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The History of Slavery: from Ancient Times to Today

  • Category: Sociology
  • Topic: Society
  • Pages: 4
  • Words: 1682
  • Published: 26 April 2019
  • Downloads: 25
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The history of slavery spans lots of cultures, nationalities, and religions spanning all the way from ancient times to today.

The earliest record of slavery is 1860 BC, where it is referred to it as an established institution and it was common among ancient times. Ottoman wars resulted in the taking of large numbers of Christian slaves and slavery became more common within lots of Europe during the dark ages. Denmark-Norway was the first European country to ban slave trade in 1802. At the beginning of the nineteenth century an estimated three-quarters of all people were trapped in bondage against their will in either slavery of serfdom, the status of many peasants under feudalism.

New Zealand played a massive part in slave labor and trade in the pacific, although it has been almost erased from our national consciousness. This involvement prompted mass protest meetings in major towns and cities. Even after America banned slavery many New Zealanders were involved in a pacific slave trade. In the 1860s and 1870s at least 32 New Zealand ships carried slaves from pacific islands to places in Fiji, Queensland, Samoa, and Tahiti. By the end of the 1860s at least 50 ships were working full time to supply the plantations in Queensland and Fiji with laborers. Around this time it was impossible to ignore slavery in the pacific and Kiwis took a schizophrenic attitude, both condemning it and denying the seriousness with the country’s involvement. For most settlers New Zealand was a blessed country because there was rich soil and a gentle climate, perfect for the buildings of a nation. It became a farm and jewel in the British Empire’s eye, a place where women and men of all upbringings could achieve complete independence and buy their own land. This haven started to go into an economic crisis and prices for sugar and cotton went up. Because of this, many growers started to employ ‘labor recruiters’, also known as ‘blackbirders’. These people unloaded cargoes of men, women and even children, offering them for sale. They used many tactics to get people on board their boats in order to sell them. These tactics included promising trade, putting them in chains, raiding islands and taking prisoners at gunpoint or promise to ferry islanders to some destination, employ them for a short while on good pay or take them to a missionary station. Of course, these were empty promises, as there was no good in store for these laborers. An island in the New Hebrides alone received more than 40 different visits from blackbirders and lost nearly 450 people from their population of 900. Sometimes people were paid to hunt down and deliver laborers, no matter what it took.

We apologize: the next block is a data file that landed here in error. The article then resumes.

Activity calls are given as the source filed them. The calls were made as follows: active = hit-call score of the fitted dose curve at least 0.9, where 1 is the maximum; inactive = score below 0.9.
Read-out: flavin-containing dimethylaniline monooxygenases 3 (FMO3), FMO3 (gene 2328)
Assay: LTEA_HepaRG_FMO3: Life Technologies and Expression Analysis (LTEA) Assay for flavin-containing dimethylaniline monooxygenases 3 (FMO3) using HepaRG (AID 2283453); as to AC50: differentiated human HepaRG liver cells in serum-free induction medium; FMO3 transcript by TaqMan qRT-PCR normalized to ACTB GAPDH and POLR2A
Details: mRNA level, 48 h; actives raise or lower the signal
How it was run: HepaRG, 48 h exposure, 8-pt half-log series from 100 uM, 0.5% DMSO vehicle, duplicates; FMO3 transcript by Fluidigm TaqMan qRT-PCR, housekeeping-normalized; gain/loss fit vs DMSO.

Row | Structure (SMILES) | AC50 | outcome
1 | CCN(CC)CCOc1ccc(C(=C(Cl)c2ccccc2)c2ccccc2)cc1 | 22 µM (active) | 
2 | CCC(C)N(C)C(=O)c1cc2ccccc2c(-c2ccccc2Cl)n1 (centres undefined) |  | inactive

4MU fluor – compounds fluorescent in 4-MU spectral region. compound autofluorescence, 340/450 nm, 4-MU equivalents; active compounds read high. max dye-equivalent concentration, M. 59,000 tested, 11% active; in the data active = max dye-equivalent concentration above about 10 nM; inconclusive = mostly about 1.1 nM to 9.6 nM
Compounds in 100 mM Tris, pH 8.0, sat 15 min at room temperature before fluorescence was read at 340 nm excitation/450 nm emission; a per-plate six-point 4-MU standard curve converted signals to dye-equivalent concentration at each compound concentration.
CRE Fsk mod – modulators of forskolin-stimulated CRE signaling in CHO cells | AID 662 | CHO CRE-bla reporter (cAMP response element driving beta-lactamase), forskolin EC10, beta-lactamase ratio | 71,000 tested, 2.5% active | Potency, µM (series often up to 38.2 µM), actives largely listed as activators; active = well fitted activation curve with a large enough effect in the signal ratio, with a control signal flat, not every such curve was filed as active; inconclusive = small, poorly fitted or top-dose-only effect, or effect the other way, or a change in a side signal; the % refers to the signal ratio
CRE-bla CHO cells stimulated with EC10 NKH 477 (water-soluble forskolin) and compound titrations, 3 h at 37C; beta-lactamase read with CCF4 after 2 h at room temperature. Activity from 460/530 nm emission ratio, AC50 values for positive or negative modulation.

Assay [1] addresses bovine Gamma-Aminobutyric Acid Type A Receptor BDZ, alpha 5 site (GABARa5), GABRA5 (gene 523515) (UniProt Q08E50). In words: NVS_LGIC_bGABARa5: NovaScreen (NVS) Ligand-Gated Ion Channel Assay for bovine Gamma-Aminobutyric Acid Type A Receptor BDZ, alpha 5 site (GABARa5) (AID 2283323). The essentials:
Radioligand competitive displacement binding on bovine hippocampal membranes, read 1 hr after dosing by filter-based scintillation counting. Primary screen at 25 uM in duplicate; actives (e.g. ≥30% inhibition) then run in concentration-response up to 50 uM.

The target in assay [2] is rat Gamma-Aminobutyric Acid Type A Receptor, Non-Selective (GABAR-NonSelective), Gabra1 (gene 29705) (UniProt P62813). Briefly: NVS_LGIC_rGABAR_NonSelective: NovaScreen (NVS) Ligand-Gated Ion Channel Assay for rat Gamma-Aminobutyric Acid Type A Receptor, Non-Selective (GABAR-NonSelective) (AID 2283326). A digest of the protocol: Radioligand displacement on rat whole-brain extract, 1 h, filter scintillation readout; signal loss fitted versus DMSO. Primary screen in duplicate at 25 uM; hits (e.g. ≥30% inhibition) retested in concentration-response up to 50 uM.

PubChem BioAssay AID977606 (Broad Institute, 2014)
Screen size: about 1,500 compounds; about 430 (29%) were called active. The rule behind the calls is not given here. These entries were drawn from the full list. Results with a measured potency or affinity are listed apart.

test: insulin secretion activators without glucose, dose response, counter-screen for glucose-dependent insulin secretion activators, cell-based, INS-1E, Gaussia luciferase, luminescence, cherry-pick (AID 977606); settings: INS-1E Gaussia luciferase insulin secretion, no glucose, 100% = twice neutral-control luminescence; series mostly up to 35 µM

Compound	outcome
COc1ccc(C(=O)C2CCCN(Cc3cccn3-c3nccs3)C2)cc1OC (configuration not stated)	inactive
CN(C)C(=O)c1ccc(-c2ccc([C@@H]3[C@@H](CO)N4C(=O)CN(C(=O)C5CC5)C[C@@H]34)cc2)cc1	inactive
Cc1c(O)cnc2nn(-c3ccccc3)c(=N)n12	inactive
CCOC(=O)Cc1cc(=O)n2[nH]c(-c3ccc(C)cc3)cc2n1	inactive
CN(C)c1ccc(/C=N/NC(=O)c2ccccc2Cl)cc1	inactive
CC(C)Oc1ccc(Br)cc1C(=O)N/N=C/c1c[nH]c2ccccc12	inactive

Blackbirders commonly claimed that their prisoners had agreed to labor for a certain amount of time on a plantation, sometimes producing contracts supporting these claims. In theory, after being delivered to a plantation, a blackbirded islander could expect to work for three to five years, six days a week before being handed a small sum of money and sent home. In reality, many laborers died of neglect or overwork before their time laboring was up. Those who lived long enough to end their contracts were placed on ships and often sent to the nearest convenient land, where they faced the prospects of being killed by the locals. Life was hard for labor, and there was no escape. Laborers who deserted their plantations were hunted down and beaten, sometimes either to death or the brink of death.